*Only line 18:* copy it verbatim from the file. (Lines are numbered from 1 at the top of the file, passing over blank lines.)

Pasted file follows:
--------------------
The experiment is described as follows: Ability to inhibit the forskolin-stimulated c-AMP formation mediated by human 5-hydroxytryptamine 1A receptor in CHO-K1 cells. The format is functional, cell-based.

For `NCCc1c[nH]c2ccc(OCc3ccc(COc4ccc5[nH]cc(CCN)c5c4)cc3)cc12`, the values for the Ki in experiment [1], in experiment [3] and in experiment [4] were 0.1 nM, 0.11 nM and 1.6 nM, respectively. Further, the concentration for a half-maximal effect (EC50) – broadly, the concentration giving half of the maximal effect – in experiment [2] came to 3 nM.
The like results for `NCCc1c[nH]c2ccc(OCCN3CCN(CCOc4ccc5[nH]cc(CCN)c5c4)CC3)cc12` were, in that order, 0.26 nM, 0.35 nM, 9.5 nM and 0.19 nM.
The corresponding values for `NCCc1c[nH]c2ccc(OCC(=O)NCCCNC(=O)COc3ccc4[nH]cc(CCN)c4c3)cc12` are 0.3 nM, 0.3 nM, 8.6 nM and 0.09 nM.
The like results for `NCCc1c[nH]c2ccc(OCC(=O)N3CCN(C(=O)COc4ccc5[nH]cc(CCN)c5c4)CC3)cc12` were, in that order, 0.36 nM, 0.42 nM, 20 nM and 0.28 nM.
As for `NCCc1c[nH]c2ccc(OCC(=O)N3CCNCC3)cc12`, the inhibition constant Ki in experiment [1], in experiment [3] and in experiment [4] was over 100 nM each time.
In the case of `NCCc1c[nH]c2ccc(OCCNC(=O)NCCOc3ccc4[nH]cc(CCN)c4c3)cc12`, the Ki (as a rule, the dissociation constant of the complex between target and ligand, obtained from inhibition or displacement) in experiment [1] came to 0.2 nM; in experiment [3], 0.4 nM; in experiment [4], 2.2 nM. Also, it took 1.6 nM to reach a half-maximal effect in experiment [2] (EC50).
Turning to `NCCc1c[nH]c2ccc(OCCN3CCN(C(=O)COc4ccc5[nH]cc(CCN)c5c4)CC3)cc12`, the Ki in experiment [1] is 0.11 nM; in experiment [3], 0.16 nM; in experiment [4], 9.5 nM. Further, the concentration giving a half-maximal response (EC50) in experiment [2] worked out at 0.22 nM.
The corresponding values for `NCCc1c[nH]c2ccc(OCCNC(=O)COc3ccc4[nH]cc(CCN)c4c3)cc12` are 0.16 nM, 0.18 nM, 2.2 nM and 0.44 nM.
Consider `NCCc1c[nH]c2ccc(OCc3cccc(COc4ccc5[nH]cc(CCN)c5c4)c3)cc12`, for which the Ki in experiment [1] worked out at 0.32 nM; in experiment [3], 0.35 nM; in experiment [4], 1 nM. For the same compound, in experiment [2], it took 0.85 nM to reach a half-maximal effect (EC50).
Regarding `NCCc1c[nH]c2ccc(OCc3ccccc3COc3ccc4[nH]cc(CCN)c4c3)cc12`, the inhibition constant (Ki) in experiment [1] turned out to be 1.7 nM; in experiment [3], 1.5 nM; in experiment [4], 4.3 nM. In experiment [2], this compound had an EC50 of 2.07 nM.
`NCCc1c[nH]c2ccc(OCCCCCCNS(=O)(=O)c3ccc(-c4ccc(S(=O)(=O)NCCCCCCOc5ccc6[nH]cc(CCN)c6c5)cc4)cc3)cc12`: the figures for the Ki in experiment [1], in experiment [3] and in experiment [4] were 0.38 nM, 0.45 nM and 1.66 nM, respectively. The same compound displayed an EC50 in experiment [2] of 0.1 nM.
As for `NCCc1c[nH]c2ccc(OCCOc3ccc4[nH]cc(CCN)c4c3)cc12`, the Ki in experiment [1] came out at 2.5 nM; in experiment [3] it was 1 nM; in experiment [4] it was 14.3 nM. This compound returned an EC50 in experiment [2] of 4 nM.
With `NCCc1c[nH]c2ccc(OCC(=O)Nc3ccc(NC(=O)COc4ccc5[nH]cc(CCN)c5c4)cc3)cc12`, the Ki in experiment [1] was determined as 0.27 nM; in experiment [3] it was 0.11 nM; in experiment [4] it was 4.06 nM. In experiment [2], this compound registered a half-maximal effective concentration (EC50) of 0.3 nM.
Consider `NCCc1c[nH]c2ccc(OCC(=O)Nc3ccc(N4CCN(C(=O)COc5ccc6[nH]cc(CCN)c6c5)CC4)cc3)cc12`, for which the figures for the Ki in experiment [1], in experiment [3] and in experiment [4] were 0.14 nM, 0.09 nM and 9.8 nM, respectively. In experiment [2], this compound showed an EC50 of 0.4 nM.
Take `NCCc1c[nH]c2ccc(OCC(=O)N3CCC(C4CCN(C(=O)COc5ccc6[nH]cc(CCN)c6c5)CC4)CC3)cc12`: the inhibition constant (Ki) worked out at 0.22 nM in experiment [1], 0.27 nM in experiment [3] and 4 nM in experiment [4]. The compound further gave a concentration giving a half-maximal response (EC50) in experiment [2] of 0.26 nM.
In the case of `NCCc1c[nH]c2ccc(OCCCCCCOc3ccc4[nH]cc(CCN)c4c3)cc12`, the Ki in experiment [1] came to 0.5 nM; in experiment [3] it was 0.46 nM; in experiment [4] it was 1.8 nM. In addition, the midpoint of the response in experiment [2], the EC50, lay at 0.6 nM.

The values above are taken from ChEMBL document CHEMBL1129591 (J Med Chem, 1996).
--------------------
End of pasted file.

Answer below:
The values above are taken from ChEMBL document CHEMBL1129591 (J Med Chem, 1996).